Friday, April 17, 2020

Anthony v. TRAX Int'l (9th Cir. - April 17, 2020)

This reads much more like an opinion from, say, Judge O'Scannlain, which it's not, than from Judge Wardlaw, which it is.

It's a seemingly straightforward "after acquired evidence" issue.  What do you do when Employer fires Employee for (allegedly discriminatory) Reason X and then, during the litigation, discovers that Employee had done something totally wrong (Reason Y; e.g., faking his resume, stealing company property, etc) that would absolutely justify firing the guy?

You could see the arguments on both sides.  Maybe that newly acquired evidence should bar the lawsuit entirely, since Employee should definitely be fired anyway, regardless of why he was fired in the first place.  By contrast, maybe that newly acquired evidence shouldn't matter at all, since that was not the reason the Employee was, in fact, fired, and post hoc evidence dug up during a lawsuit shouldn't get Employer off the hook for its actual illegal and discriminatory conduct.

The Supreme Court unanimously adopted a middle ground approach in 1995.  It said that the after acquired evidence doesn't entirely bar the lawsuit (since the employer still in fact fired the person illegally), but it does bar the employee from obtaining damages for the period after this new-found reason was discovered (since the employer legitimately could fire the person at that point anyway).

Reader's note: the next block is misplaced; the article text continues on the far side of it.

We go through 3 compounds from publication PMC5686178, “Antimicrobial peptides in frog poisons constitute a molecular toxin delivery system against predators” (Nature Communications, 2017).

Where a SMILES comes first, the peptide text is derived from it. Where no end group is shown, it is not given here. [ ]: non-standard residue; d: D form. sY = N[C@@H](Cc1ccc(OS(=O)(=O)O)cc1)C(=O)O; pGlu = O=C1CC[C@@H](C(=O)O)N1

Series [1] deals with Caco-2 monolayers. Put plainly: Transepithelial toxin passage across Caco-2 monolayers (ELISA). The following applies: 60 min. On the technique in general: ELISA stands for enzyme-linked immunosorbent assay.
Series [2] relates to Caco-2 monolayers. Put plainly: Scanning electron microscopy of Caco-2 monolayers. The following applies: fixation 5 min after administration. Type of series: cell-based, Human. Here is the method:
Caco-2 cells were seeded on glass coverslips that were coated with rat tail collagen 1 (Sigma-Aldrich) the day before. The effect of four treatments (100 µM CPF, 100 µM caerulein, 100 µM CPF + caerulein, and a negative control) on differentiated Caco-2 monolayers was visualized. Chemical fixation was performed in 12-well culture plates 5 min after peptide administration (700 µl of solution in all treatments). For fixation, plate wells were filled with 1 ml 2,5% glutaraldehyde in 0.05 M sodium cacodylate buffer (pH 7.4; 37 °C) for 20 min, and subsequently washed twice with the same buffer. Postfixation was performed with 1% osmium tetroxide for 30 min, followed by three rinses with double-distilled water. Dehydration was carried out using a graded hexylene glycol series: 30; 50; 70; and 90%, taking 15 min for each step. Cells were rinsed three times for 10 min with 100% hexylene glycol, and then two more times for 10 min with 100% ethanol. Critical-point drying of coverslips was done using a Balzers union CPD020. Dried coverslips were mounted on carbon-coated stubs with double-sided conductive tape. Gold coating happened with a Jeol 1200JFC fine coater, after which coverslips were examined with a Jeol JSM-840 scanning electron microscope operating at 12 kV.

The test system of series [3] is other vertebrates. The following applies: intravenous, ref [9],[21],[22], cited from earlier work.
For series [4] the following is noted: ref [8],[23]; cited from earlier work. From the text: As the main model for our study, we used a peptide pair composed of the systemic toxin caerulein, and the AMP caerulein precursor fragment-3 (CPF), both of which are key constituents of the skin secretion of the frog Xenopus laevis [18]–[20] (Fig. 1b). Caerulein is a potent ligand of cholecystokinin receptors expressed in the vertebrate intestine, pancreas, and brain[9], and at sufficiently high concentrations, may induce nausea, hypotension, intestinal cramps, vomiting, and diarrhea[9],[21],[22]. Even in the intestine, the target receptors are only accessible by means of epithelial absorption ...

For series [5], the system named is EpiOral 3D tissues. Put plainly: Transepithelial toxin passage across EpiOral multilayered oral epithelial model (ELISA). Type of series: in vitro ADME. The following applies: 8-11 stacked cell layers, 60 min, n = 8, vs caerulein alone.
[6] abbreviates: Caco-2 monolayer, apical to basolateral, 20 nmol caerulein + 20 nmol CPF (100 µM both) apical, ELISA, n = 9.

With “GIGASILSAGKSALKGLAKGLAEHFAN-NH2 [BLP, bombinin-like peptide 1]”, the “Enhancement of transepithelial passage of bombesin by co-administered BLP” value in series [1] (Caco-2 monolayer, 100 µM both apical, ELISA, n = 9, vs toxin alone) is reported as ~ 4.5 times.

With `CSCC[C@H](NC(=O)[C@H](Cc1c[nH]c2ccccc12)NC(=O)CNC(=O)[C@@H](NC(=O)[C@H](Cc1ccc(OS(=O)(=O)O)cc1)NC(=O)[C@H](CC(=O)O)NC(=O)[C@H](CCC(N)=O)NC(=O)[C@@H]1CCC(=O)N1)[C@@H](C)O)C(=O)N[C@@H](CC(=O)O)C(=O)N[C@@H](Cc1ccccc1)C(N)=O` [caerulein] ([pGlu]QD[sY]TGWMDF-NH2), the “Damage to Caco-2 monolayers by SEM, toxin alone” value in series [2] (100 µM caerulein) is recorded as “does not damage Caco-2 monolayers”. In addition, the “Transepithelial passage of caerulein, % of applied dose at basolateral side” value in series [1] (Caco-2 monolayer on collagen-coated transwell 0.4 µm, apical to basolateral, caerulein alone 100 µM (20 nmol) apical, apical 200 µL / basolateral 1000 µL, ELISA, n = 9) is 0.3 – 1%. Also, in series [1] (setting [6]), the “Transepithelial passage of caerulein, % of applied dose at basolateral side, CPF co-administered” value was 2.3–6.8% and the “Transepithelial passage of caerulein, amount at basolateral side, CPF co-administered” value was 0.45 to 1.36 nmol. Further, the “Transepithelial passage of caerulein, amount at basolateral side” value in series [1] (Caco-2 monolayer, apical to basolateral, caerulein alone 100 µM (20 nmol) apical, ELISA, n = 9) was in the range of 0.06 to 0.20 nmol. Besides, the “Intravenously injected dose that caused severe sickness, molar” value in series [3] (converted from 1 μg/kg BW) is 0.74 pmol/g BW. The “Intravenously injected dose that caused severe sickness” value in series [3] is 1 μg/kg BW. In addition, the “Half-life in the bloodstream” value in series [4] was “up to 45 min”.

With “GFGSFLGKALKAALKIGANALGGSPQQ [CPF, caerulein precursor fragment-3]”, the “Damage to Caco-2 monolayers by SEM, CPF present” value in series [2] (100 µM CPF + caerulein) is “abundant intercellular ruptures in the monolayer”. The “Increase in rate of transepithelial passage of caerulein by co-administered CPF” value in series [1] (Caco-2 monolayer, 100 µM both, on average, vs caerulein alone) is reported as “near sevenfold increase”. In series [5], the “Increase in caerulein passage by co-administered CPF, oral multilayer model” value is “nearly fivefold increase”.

Okay.  That's the rule.  On which everyone seems to agree.

But this case is slightly different.  That Supreme Court case was an ADEA (age discrimination) case.  This one's slightly different; it's a ADA (disability discrimination) case.  When an employer illegally fires you because you're old, the fact that you, say, faked your resume and hence aren't in fact actually qualified for your job cuts off your damages.  Does that same rule apply, in that same situation, apply when the employer illegally fires you because you're disabled (instead of old)?

The Ninth Circuit says . . . no.  It doesn't.  A different rule applies.

The appropriate rule, the Ninth Circuit says, is harsher to the employee.  The employee who's fired because he's old still gets some damages.  But the employee who's fired because he's disabled gets nothing.  His lawsuit's dismissed.

Not really the result you're facially expecting from a Ninth Circuit panel, right?  Much less one on which Judge Fletcher sits and in an opinion by Judge Wardlaw.  Particularly when other circuits have expressly held that the rule is the same in both age and disability discrimination cases; although the circuits are split, you'd probably expect the Ninth Circuit (at least with this panel) to come out on the more progressive side of the equation, no?